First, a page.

Canadian study 'backs minimum alcohol price benefits'
Supporters of minimum pricing for alcohol claim new research from Canada provides further evidence that it would reduce consumption in Scotland.
The Saskatchewan province introduced the policy in 2010 and a study found a 10% hike in alcohol prices reduced consumption by 8% overall.
The biggest drop was in high-strength beer sales, which were down 22%.
Alcohol Focus Scotland said the policy reduced consumption among those who are at greatest risk of harm from drinking.
The Scottish government goes to court next week to defend the introduction of a minimum alcohol price after the Scotch Whisky Association petitioned to have the policy overturned.
Meanwhile, the Canadian research has been published in the American Journal of Public Health.
End Quote Dr Evelyn Gillan Alcohol Focus Scotland
Global alcohol producers are following in the footsteps of their friends in the tobacco industry by seeking to delay this vital legislation”
Prof Tim Stockwell, lead author of the study, said: "As cheaper alcohol is preferred by young and heavier drinkers, both of whom are more liable to experience alcohol-related harms, price increases that target the cheapest, strongest alcohol products are likely to have significant public health benefits.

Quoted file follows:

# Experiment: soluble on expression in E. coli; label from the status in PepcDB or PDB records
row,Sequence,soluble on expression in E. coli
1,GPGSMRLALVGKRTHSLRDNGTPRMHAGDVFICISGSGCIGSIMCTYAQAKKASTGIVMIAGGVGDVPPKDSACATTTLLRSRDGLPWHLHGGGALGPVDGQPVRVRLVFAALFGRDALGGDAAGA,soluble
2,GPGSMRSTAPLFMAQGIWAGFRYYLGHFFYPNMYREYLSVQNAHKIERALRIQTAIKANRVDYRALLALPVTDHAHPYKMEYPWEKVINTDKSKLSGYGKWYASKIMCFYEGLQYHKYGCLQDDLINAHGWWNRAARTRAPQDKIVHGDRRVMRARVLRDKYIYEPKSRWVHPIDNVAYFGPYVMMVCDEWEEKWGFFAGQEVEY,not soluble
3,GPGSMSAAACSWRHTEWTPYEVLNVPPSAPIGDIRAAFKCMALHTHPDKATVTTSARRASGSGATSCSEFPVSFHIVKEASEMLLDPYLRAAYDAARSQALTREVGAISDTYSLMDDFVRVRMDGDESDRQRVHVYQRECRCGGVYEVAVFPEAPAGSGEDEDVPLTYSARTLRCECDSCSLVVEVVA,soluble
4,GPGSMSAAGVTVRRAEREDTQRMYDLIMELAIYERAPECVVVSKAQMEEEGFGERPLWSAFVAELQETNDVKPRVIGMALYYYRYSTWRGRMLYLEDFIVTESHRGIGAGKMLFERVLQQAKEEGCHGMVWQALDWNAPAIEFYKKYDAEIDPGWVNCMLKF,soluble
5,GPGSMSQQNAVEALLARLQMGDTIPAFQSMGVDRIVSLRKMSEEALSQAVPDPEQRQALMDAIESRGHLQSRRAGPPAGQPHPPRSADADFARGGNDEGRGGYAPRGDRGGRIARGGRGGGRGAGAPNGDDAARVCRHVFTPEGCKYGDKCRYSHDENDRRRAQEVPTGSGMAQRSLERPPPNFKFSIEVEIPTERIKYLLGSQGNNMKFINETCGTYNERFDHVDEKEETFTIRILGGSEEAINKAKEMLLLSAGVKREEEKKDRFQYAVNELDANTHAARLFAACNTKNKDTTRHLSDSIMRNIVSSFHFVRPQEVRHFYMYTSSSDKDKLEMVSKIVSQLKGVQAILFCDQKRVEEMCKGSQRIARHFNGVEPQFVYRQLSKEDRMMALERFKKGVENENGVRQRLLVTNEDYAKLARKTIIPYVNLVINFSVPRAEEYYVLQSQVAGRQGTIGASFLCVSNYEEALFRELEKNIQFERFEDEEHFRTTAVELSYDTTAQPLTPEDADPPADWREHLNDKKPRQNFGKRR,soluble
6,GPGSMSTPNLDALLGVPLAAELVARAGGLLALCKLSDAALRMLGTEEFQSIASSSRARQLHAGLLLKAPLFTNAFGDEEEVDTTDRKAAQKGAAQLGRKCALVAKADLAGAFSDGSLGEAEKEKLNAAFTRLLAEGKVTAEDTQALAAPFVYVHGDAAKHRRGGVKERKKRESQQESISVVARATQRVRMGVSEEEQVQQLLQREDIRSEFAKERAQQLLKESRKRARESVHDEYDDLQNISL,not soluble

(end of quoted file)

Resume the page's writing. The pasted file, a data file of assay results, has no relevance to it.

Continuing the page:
"Saskatchewan's approach to minimum alcohol pricing is very similar to what Scotland is planning. We found their approach to have more than double the impact of a less comprehensive approach used in British Columbia, where minimum prices were not linked to alcohol content."
Key findings of the Canadian research suggested:
• A 10% increase in the minimum prices reduced total consumption by 8%
• Bigger increases in minimum prices for stronger drinks resulted in proportionately bigger reductions in consumption of those products
• A 10% increase in the minimum price of beer was associated with a 22% decrease in consumption of higher strength beer compared with an 8% reduction in lower strength beers
• An increase in the price of the cheapest, strongest alcohol was accompanied by a shift in consumer preferences towards lower alcohol content beer, wine and cocktails.
Dr Evelyn Gillan, chief executive of Alcohol Focus Scotland, said it provided more evidence that minimum pricing works.
"It shows the real potential of minimum pricing to reduce the consumption of those who are at the greatest risk of harm from their drinking," she added.
"Implementing minimum pricing to tackle high levels of alcohol harm should therefore be considered a crucial policy measure as the evidence shows that it can deliver additional health benefits that cannot be achieved in other ways.
"The global alcohol producers are following in the footsteps of their friends in the tobacco industry by seeking to delay this vital legislation that has the potential to save lives in Scotland."